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Myanmar Crisis

ASEAN seeks to bring US and China on board to end Myanmar crisis

Bloc to hold foreign ministers meetings with two nations to advance its proposal

Pro-democracy activists rally near the Association of Southeast Asian Nations secretariat building in Jakarta ahead of the bloc's April 24 summit.   © Reuters

JAKARTA -- The Association of Southeast Asian Nations has begun negotiations to hold a foreign ministers' meeting with the U.S. as well as with China, as the bloc seeks support for its efforts to resolve the crisis in Myanmar triggered by its Feb. 1 coup.

Preparations for the meeting with China are moving ahead, and the two sides could meet soon, an ASEAN source told Nikkei. But ASEAN and the U.S. are still ironing out the details, including the format of the meeting should Myanmar send a member of its junta as its representative.

ASEAN leaders met on April 24 to discuss Myanmar's military coup, which ousted its democratically elected government, and the subsequent crackdown on protests that have left more than 750 people dead, according to human rights groups. Following the summit, the ASEAN chair issued a statement calling for the "immediate cessation of violence in Myanmar."

The leaders also agreed that "a special envoy of the ASEAN chair shall facilitate mediation" in Myanmar, and that the bloc would "provide humanitarian assistance" to the country, the statement said.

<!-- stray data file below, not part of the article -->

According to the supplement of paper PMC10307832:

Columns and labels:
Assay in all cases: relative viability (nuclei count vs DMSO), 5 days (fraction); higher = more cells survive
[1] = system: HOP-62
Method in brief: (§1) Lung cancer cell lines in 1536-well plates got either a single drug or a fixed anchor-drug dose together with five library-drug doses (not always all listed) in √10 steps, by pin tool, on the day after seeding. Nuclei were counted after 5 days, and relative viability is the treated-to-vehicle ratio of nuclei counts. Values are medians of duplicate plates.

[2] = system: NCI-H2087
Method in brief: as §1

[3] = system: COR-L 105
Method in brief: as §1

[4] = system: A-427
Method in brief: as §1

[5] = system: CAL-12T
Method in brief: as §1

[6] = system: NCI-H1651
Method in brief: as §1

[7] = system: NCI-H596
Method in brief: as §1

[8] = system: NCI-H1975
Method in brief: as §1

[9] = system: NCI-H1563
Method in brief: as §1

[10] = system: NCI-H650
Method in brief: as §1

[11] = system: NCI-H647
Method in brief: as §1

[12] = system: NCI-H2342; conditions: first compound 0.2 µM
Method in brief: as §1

Still, ASEAN has no way to enforce these clauses. It believes that it needs the support of the broader international community, particularly the U.S. and China, to persuade the Myanmar military to take action.

ASEAN usually holds a foreign ministers' meeting with China and with the U.S. at the ASEAN Regional Forum each summer. In light of the April 24 summit, the bloc has decided to push for earlier meetings this year.

"We appreciate efforts by ASEAN to support a peaceful resolution of the crisis caused by the Burmese military," U.S. State Department spokesperson Ned Price had tweeted this week, referring to Myanmar's former name. 

While China has remained fairly quiet on the issue since the ASEAN summit, Foreign Minister Wang Yi has repeatedly expressed support for ASEAN taking a lead on the situation in Myanmar.

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